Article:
The Elusive Business Case
An idea is only as good as your ability to make a case for it. Unless you can convince others to adopt it, it remains an idea. To get your idea out of "your head" and implemented in your organization, you have to convince others that it's a good idea, why it's a good idea, what it'll do for them, what it will cost, and more importantly, what they'll get in return. But, moving an idea from your head into others' heads is often the reason why many good ideas never get implemented. You need to be able to make a business case for it, a elusive skill for many of us! However, there is help. In this issue of
The Rockley Report we describe how to make a business case for a content management implementation. Rahel Bailie and Nina Junco open the issue with their article on making a business case. They go beyond the dollars and cents, which, while important, need to translated into a story that management can understand.
Other articles focus on various aspects of making a business case:
- In "Creating a Winning ROI, Ann Rockley provides guidelines for determining ROI as part of your business case, emphasizing that costs must be realistic so your ROI is accurate and believable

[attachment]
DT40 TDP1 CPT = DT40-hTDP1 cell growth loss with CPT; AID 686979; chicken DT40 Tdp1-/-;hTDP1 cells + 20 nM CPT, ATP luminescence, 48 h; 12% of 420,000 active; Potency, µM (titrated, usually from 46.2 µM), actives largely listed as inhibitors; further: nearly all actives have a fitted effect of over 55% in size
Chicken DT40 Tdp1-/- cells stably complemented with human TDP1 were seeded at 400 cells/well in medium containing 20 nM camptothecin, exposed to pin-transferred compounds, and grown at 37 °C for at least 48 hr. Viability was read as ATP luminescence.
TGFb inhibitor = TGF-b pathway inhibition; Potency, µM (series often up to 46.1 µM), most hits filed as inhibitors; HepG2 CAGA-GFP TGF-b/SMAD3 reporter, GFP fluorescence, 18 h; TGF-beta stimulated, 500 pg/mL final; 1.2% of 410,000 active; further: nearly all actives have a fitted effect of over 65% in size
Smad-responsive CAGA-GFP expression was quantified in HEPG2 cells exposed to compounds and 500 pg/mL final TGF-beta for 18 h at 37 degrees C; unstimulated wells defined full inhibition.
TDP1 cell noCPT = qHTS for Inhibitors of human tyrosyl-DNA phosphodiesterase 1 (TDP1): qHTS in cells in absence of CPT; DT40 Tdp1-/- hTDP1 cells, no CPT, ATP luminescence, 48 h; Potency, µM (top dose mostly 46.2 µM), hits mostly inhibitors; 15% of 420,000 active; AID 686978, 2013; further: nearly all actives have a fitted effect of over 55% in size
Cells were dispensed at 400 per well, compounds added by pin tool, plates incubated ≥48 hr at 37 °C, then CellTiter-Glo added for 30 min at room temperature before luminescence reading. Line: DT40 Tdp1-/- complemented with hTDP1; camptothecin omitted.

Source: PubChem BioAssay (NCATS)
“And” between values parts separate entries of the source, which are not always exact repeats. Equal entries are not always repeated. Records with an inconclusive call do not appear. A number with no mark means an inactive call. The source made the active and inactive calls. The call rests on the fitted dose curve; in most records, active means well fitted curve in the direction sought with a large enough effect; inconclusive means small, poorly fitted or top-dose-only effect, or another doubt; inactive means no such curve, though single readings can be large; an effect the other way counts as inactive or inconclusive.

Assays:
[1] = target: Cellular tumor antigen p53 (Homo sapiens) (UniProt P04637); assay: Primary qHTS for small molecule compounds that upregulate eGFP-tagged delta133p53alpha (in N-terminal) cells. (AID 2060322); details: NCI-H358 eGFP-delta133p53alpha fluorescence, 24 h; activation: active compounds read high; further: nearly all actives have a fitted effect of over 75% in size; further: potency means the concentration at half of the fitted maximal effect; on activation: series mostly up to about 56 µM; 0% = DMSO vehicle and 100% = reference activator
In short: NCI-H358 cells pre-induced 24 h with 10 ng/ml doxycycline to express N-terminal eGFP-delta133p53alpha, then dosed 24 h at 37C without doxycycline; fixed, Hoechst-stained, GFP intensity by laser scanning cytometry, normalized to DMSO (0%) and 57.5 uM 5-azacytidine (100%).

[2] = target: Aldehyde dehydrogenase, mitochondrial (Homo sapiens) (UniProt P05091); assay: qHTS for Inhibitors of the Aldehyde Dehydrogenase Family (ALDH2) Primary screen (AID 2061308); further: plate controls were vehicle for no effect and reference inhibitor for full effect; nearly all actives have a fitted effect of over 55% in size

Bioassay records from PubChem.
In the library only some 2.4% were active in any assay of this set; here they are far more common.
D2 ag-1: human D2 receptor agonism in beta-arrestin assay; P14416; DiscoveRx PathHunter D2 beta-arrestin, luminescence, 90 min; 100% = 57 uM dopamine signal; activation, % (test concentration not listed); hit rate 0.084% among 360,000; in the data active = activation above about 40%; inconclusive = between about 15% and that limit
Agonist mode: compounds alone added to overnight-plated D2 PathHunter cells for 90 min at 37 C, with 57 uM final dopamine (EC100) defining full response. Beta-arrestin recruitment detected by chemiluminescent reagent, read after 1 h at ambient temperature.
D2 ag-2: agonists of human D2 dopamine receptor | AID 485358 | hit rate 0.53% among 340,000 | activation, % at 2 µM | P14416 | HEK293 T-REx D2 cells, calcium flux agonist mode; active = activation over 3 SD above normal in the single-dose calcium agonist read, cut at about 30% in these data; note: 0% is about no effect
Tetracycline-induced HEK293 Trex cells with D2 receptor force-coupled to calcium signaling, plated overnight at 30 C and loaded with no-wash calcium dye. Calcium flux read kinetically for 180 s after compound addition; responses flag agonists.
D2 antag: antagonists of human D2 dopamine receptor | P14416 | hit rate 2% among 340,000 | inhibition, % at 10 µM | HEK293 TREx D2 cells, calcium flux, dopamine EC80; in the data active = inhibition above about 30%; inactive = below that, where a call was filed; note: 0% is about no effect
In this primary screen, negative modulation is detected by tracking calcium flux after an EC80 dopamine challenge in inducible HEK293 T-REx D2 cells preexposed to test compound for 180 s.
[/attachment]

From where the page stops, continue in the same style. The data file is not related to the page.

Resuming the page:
- A business case should also consider that implementing content management affects people. In "Change Management: Dealing with Emotions", Philippe Robitaille discusses the different ways in which people may react to content management and suggests strategies for coping with them. Understanding different emotional reactions can help you to build change management into your business case.
- In our case study, Lori Kegel, Manager and Project Sponsor for Guidant Technical Communications, tells us how they gained support for their content management project.
We also provide you with a number of tips for creating a business case, as well as some advice on how to show "due diligence" to support your content management technology selection. In this installment of In the News, you'll find links to web sites where you can learn about the hurdles preventing some organizations from adopting content management, what the common business drivers are, and how to determine total cost of implementation.
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